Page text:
Sri Lankan churches hold first Sunday Masses since Easter attacks

Those attending passed through full-body searches and were banned from bringing bags

 Sri Lankan Security personnel check people before they enter the church as services resume again after the Easter Sunday attacks, at the âAll Saints™ Church in Colombo. Photograph: Pushpa Kumara/EPA

Sri Lankan Security personnel check people before they enter the church as services resume again after the Easter Sunday attacks, at the âAll Saints™ Church in Colombo. Photograph: Pushpa Kumara/EPA

 

Catholics in the Sri Lankan cities of Colombo and Negombo, where churches were struck by suicide bombers on Easter Sunday, have held their first Sunday morning masses since the attacks that killed more than 250 people.

Police stood guard at every entrance to St Lucia’s cathedral in Colombo, one of the country’s largest churches, which was full of worshippers, including many who had lost relatives in the bombings on April 21st claimed by Islamic State.

Those attending passed through full-body searches and were banned from bringing bags, and the road outside was barricaded and guarded by armed soldiers. Troops wearing masks and camouflage patrolled the surrounding area on motorbikes.

Eight-year-old Joshua Berney found it too much, and left partway through the mass. He lost an aunt, an uncle and three cousins in Colombo’s St Anthony’s church, including one who was his best friend.

“We still haven’t found his body, so it’s difficult,” his mother, BJ, said. “My son finds it tough.”

At Colombo’s Mother of Seven Sorrows Mater Dolorosa church, two streets way from St Anthony’s, devotees trickled in until the building was full. Wall-mounted fans whirred at capacity to beat back the intense humidity.

“The parishioners were really upset that we didn’t have a mass the last two weeks,” said Fr Anthony Fernando Marcelliar, who led the service. He held a private mass last Sunday, which about 50 people heard about and attended.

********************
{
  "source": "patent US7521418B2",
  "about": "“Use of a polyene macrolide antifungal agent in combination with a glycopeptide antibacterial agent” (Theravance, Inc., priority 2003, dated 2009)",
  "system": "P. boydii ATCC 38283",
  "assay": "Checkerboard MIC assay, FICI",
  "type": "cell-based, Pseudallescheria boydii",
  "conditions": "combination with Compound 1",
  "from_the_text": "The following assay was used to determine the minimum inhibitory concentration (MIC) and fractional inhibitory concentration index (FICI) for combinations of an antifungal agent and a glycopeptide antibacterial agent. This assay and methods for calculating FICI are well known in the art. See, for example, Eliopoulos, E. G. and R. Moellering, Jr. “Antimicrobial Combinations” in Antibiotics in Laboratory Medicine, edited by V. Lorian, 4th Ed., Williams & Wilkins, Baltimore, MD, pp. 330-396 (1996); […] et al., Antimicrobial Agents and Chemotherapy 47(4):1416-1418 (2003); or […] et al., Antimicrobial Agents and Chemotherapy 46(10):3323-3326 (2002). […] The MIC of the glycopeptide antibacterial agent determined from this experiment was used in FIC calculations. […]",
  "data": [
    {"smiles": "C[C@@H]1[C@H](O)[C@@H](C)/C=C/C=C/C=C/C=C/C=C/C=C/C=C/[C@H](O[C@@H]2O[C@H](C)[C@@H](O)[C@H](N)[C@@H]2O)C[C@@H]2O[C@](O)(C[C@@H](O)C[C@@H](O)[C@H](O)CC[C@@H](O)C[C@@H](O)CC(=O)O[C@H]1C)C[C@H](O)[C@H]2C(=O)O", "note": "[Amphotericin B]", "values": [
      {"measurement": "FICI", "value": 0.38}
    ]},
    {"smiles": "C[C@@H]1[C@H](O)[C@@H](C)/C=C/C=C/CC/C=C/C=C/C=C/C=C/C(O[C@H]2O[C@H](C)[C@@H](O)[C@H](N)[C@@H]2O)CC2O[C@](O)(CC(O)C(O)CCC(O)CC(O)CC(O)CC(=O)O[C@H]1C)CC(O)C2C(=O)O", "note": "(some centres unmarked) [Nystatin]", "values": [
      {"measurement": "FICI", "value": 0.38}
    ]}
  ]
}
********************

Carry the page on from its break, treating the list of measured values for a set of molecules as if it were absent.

“Others found out later that there was a mass and they couldn’t come and they were really upset - they even scolded me,” Fr Marcelliar said.

More than a dozen children in the congregation were having counselling, he added. “One mother told me yesterday that her son of eight years get excited even by the slightest noise and doesn’t sleep well at night.”

Stephan Fernando (16), was apprehensive as he entered the mass. He was serving as an altar boy at St Anthony’s when a suicide bomber detonated himself inside. “I feel better now that I’ve received communion,” he said after the service.

His brother, Eugine, who was also serving the altar that Sunday, had decided to stay home, and had been avoiding public places.

“My children are okay, but [THE VICTIMS] were also someone’s children who were loved and cared for,” said Stephan and Eugine’s mother, Sharmila, in tears.

“I saw how my sons’ shirts were splattered with the flesh and blood of others when they were coming out. I didn’t see the church but I could understand how bad the damage was.”

Sunday’s masses in the two cities - services elsewhere in the country had restarted earlier - were small steps towards the resumption of normal life after the attacks that ended a decade of relative peace following the government’s brutal victory in the country’s 27-year civil war against Tamil militants.

Students at state-run schools resumed classes last week. Campuses were guarded by police, and parents requested to replace school bags with clear plastic sacks. Attendance remains low.

Catholic private schools, which have been shut since the attacks, are likely to re-open on Tuesday.

A heavy police and army presence is still visible in major cities and villages as security forces continue the hunt for accomplices of the terror cell that executed the bombings.

The president of Sri Lanka, Maithripala Sirisena, told parliament this week that most of the 150 people suspected to have been linked to the plot have died or been arrested. He said 56 had been arrested on suspicion of direct involvement in the plot, of which 12 were hardcore terrorists.

The precise involvement of Islamic State, also known as Isis, in the attacks is not clear. Sirisena said police had so far discovered 13 safe-houses, 41 bank accounts and 19 vehicles and motorcycles belonging to the bombers. Those who had aided the terrorists had been paid cash rewards of up to 2 million rupees (€10,000, he added.–Guardian